Spend Matters welcomes this guest article by Steve Sprague, vice president of product strategy at Invoiceware International.
Multinational companies operating in Latin America know that compliance with strict electronic invoicing legislation is a part of doing business in the region. However, despite the IT and processing challenges that these mandates present, companies operating here can capitalize on the resulting standardization. Through required e-invoicing, companies are able to realize business efficiencies and facilitate supply chain financing, ultimately improving liquidity in the entire region.
Today, 95% of business transactions in the largest Latin America economies are electronic, as mandated by government legislation that imposes standardized reporting formats and approval processes. Specifically, suppliers must use a standard XML invoice that is transmitted and approved via government servers. This invoice often acts as a bill of lading that must accompany all shipments, and buyers must validate and approve the invoice in real time – as soon as shipments arrive. These requirements have led to a high degree of automation throughout the region. Accounts payable, receivables and logistics can all be streamlined and automated based on the processing and approvals mandated, reducing operational costs and opening the door to supply chain financing.
Government mandates eliminate traditional barriers to supply chain financing, streamlining implementation and adoption. Paper invoices require too much time to process, leaving a small financing window, and traditional e-invoicing networks require onboarding, education and recruitment to convince suppliers to submit invoices electronically. Since all suppliers in countries including Brazil and Mexico are required to send e-invoices using the same format, supply chain financing opportunities can be offered to all suppliers – not just a small subset that choose to go through the onboarding process. Plus, the real-time processing required accelerates buyer approvals from weeks to hours.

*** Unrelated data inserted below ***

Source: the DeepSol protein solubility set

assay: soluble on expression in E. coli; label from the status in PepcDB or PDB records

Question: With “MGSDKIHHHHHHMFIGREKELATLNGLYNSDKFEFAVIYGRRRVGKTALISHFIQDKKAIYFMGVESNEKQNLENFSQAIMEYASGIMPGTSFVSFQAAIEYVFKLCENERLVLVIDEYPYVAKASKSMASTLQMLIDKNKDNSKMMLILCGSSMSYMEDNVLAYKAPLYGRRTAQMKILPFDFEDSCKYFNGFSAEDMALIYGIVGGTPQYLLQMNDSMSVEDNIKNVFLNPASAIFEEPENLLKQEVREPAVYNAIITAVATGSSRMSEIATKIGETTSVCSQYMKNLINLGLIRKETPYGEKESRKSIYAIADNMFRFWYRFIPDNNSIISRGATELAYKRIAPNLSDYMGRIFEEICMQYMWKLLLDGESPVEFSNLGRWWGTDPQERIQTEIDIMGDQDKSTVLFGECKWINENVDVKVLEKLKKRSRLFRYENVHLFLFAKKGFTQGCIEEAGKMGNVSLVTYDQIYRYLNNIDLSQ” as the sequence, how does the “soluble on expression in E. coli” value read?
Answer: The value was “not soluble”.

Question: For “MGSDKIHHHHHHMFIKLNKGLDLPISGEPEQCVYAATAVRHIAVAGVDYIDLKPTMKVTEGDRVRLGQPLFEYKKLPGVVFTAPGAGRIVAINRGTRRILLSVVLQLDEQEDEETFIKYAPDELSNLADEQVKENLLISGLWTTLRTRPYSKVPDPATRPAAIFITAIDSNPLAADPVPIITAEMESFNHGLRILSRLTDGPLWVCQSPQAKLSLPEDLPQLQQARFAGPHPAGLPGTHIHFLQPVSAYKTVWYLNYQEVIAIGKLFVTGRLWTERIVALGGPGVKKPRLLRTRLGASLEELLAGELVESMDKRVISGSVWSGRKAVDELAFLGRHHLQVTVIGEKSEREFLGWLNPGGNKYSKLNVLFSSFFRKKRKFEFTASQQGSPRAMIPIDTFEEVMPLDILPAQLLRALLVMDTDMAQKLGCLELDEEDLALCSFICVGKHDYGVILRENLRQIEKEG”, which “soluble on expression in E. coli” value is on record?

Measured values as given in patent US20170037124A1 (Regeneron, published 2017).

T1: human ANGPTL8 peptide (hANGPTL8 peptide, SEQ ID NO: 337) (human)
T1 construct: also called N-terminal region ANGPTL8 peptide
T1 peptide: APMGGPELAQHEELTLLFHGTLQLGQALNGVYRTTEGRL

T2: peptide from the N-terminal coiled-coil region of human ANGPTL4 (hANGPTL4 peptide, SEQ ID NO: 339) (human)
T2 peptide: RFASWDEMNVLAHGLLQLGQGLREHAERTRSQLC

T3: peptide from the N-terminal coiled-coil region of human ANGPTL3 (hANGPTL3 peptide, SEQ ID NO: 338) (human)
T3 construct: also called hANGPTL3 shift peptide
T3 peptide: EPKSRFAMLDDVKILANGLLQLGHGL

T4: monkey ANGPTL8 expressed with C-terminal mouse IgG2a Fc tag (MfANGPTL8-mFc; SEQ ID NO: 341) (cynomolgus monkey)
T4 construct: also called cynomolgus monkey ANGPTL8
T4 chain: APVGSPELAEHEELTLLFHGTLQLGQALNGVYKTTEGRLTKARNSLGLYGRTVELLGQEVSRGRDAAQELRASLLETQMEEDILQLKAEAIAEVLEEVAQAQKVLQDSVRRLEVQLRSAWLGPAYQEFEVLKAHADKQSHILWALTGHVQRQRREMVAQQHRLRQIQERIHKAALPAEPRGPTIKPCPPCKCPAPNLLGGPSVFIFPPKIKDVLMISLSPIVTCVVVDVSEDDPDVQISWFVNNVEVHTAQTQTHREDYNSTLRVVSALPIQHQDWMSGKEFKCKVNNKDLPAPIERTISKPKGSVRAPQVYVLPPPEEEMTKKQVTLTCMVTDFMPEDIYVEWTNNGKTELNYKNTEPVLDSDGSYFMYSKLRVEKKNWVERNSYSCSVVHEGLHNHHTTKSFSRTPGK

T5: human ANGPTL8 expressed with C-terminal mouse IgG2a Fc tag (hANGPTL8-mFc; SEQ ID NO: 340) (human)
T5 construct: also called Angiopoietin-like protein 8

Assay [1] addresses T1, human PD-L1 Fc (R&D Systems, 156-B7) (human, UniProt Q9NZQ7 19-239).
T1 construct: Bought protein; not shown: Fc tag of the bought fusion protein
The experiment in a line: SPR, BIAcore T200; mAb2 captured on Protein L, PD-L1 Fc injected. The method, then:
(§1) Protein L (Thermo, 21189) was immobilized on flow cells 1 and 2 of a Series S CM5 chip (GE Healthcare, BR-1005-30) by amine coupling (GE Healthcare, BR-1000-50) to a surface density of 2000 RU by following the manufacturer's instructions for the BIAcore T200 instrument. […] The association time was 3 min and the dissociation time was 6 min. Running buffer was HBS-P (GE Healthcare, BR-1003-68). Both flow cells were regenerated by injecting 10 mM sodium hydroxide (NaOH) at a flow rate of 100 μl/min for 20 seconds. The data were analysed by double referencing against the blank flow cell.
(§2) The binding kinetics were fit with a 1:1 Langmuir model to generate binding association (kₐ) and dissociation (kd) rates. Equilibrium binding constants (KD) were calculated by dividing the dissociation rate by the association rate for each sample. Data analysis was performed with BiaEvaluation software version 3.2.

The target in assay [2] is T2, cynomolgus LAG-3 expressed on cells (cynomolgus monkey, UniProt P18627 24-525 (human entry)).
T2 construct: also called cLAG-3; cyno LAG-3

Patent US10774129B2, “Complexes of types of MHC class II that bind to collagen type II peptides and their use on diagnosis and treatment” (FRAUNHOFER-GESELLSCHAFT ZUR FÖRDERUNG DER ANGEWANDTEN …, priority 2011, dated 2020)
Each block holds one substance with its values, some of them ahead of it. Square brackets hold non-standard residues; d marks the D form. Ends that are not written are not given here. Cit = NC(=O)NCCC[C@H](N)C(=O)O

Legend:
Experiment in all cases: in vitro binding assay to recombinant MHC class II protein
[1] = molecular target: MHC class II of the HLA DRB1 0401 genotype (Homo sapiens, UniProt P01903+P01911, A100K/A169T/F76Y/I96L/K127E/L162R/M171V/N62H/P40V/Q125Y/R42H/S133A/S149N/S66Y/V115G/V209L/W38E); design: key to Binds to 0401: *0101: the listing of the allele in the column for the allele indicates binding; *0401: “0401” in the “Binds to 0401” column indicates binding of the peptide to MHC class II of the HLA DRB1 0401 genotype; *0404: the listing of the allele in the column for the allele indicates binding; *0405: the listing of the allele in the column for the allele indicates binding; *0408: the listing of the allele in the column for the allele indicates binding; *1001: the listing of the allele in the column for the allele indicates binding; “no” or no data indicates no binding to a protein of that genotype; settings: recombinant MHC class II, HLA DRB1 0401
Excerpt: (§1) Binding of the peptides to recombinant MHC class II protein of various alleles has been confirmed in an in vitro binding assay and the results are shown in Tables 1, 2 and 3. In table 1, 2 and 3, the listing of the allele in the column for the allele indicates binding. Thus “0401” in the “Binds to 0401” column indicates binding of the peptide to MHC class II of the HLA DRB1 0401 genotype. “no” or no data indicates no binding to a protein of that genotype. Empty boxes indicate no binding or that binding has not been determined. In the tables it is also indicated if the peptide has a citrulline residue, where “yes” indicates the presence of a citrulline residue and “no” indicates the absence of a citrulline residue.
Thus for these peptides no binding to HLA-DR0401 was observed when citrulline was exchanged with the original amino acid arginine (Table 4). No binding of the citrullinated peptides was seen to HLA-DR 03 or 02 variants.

By implementing supply chain financing, companies strengthen their supplier base by providing the option for suppliers to get paid early. This process allows buyers and suppliers alike to better manage their cash flow through increased visibility into financial transactions. Buyers can automate payments once invoices are approved, often as soon as shipments are delivered. Suppliers can check the status of their invoices online in real time and select the ones that they would like to be paid immediately, eliminating the need to inquire about payment status.
Individual buyers and suppliers aren’t the only ones to benefit from the supply chain financing opportunities afforded by e-invoicing standardization throughout Latin America. Ultimately, the implementation of supply chain financing will improve free cash flow throughout the region and ensure the availability of supplies. In this volatile emerging market, wider adoption of supply chain financing can help to stabilize supply chains in the entire region and accelerate economic growth. Companies who convert compliance processes into business innovations are optimizing cash flow not only within their own companies, but throughout Latin America, further strengthening their investments in these economies.